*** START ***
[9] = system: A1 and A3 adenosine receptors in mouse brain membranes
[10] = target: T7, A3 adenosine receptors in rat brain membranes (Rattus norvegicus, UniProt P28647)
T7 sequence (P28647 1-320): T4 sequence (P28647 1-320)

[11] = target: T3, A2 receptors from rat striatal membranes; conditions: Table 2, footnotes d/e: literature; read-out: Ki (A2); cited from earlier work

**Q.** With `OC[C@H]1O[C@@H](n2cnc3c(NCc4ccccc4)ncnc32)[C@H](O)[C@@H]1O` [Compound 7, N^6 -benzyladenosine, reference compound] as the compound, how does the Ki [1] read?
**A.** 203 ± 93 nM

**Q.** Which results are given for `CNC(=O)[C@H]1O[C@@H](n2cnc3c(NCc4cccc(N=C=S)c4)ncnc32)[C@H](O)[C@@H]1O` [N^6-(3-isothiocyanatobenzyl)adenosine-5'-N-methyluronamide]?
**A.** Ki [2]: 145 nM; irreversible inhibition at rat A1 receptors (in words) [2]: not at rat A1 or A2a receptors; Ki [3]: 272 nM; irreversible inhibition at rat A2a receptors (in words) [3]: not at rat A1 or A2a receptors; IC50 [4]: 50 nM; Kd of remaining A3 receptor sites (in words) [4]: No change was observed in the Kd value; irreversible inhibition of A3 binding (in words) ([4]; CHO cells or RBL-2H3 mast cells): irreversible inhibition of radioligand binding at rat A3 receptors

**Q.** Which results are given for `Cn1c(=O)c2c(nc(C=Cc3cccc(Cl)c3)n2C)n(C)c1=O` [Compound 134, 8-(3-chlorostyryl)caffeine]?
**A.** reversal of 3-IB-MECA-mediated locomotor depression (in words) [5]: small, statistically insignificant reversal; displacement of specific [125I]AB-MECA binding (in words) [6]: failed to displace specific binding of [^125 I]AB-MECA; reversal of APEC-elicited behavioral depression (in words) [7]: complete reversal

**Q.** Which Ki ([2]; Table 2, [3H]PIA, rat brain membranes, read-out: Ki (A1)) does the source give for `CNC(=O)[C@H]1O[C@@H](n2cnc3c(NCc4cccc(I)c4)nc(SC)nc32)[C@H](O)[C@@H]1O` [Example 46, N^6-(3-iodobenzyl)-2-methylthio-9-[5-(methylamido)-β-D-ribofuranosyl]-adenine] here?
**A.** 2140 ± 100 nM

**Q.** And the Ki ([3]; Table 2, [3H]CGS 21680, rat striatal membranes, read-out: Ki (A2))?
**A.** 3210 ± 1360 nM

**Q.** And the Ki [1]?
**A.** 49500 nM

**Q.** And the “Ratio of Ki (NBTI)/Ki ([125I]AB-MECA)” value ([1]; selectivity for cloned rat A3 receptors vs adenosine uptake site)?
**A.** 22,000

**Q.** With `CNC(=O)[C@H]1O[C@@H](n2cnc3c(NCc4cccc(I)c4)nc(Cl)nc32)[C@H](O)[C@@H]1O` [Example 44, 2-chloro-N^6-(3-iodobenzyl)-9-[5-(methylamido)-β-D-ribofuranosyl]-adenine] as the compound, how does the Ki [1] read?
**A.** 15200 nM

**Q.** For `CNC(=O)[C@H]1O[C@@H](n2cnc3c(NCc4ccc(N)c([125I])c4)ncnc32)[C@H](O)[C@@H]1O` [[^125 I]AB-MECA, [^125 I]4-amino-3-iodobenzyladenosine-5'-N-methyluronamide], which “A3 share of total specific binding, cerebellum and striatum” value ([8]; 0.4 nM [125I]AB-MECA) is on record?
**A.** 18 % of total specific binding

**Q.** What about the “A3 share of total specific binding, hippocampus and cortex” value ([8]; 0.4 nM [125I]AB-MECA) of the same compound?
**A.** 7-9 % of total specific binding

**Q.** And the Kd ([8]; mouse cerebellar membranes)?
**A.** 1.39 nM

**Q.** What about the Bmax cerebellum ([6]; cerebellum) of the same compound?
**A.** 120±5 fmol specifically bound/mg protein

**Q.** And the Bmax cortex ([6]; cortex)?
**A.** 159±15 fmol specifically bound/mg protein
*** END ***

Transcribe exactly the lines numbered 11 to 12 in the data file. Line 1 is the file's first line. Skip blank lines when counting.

**Q.** Which Ki ([2]; Table 2, [3H]PIA, rat brain membranes, read-out: Ki (A1)) does the source give for `CNC(=O)[C@H]1O[C@@H](n2cnc3c(NCc4cccc(I)c4)nc(SC)nc32)[C@H](O)[C@@H]1O` [Example 46, N^6-(3-iodobenzyl)-2-methylthio-9-[5-(methylamido)-β-D-ribofuranosyl]-adenine] here?
**A.** 2140 ± 100 nM